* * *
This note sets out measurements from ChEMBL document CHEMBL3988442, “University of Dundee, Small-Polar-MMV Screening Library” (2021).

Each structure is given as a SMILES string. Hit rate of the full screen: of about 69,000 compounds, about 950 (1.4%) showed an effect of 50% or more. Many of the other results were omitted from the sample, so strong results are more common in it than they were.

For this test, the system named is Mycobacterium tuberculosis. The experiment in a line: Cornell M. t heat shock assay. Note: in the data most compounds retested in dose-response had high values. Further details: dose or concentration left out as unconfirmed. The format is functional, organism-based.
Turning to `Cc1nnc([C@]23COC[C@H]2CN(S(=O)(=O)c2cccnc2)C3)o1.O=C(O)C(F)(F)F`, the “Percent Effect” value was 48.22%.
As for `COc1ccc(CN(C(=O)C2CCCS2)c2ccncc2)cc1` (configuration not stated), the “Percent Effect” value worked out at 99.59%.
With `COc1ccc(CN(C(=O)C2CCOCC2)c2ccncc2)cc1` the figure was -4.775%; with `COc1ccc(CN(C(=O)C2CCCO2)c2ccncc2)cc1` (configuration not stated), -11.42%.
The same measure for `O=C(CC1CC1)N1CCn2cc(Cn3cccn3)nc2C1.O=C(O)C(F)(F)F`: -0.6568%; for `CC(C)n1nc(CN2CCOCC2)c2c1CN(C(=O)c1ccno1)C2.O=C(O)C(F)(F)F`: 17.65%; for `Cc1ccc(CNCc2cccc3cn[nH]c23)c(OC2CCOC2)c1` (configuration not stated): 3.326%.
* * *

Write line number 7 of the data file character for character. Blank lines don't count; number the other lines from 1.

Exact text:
The same measure for `O=C(CC1CC1)N1CCn2cc(Cn3cccn3)nc2C1.O=C(O)C(F)(F)F`: -0.6568%; for `CC(C)n1nc(CN2CCOCC2)c2c1CN(C(=O)c1ccno1)C2.O=C(O)C(F)(F)F`: 17.65%; for `Cc1ccc(CNCc2cccc3cn[nH]c23)c(OC2CCOC2)c1` (configuration not stated): 3.326%.